I try here to organize what I have learned of Clifford algebras. This scheme code is a package of tools which has guided me thru the darkened room of Clifford algebras, seeking members of the Clifford group, while stumbling over zero divisors. I have not yet found the light switch.

Clifford algebras are proposed as a tool to explore rotations in n-dimensions. For many years I thought that n by n orthogonal matrices were the last word in rotations. These are known as O(n) and form a group. Rotations of 2π are unlike rotation of 0π or 4π. The Clifford algebra Cl(n) captures this while O(n) does not. Clifford algebras are the only access to this fact that I know of when n>3. This seems to be important in physics.

The most fruitful web sources that I have found are the Wikipedia article and John Baez’s Clifford stuff. I shall repeat little that is available there. You will find much there that is not here.

O(n), Cl(n) and quaternions are all redundant in how they represent rotations. The group of rotations in n-space has n(n−1)/2 dimensions. Cl(n) has 2n dimensions and is the most redundant. There is a subset of Cl(n) called the “Clifford group” which identifies rotations via a map φ from the group to O(n). (The function Om in the tools is just this map.) I follow wikipedia here and define the group as those elements x that have an inverse and for each member v of V, xvα(x)−1 is in V. There are at least two inverse images for any member of O(n) and these two distinct members of the group maintain the strap twist distinction. I do not know what other inverse images there are of a member of O(n). For a positive real x, and a member g of the group φ(g) = φ(xg). φ(x) = φ(−x) but x and −x represent distinct ‘strap rotations’.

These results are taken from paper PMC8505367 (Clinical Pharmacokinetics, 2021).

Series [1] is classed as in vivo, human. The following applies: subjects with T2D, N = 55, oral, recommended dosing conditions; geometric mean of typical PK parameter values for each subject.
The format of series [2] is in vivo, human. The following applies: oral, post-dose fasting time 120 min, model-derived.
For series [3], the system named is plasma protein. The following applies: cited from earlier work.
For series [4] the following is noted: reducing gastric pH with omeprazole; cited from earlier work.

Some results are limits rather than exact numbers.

Since all rotations can be had as the product of some set of n or fewer reflections, products of up to n members of V will generate enough members of the group to cover O(n). (Recall that φ(cd) = φ(c)φ(d).) We can further restrict ourselves to members of V of length 1.

Perhaps there are Clifford numbers c, d for which φ(c)=φ(d) but for which c/d is not real, but I have found none. (Division in Clifford algebras is possible except for a set of zero divisors of measure 0.) If e = c/d for such a collision then φ(e) = the identity matrix. I may write a program to look for such e’s numerically. An exercise described here discovered two products of orthogonal matrices near the identity. One was surprisingly near the other merely because many products were examined. The product of the corresponding Clifford values produced the Clifford identity which gives very weak evidence that the product of the vectors yield all of the Clifford group.

Zero Divisors

When xy = 0 and neither x nor y is 0 then x is a left zero divisor and y is a right zero divisor. For instance:
(1+γ0γ1γ2γ3) (1−γ0γ1γ2γ3) = 0 and
(1+γ0γ1γ2) (1−γ0γ1γ2) = 0.

All other left zero divisors that I have found are generated from the above by these observations: If z is a left zero divisor, c is a Clifford number and φ is an automorphism then cz and φ(z) are left zero divisors. The values of cz form an 8D subspace for a given ZD z, at least for the ZDs that I have found. For a given z the values φ(z) generate a 6D curved manifold, shaped like O(4). Perhaps together they generate a 14D manifold. Perhaps not. x is a left zero divisor iff x is a right zero divisor.

The multiplication operation for a Clifford algebra C is a map from C×C → C. We are looking for the pre-image of 0 in C×C. The shape is cone-like in that it is composed of (8D) linear subspaces of Cl(4).

1+γ0γ1γ2γ3 is in the ZD subspace spanned by these 8 ZDs:
1+γ0γ1γ2γ3, γ0−γ1γ2γ3, γ10γ2γ3, γ0γ1−γ2γ3, γ2−γ0γ1γ3, γ0γ21γ3, γ1γ2−γ0γ3, γ0γ1γ23

1+γ0γ1γ2 is in the ZD subspace spanned by these 8 ZDs (note optional γ3 at end of each):
(1+γ0γ1γ2)[γ3], (γ0−γ1γ2)[γ3], (γ10γ2)[γ3], (γ0γ1−γ2)[γ3]

A brief excursion into Clifford algebras over a vector space over a field of characteristic 2.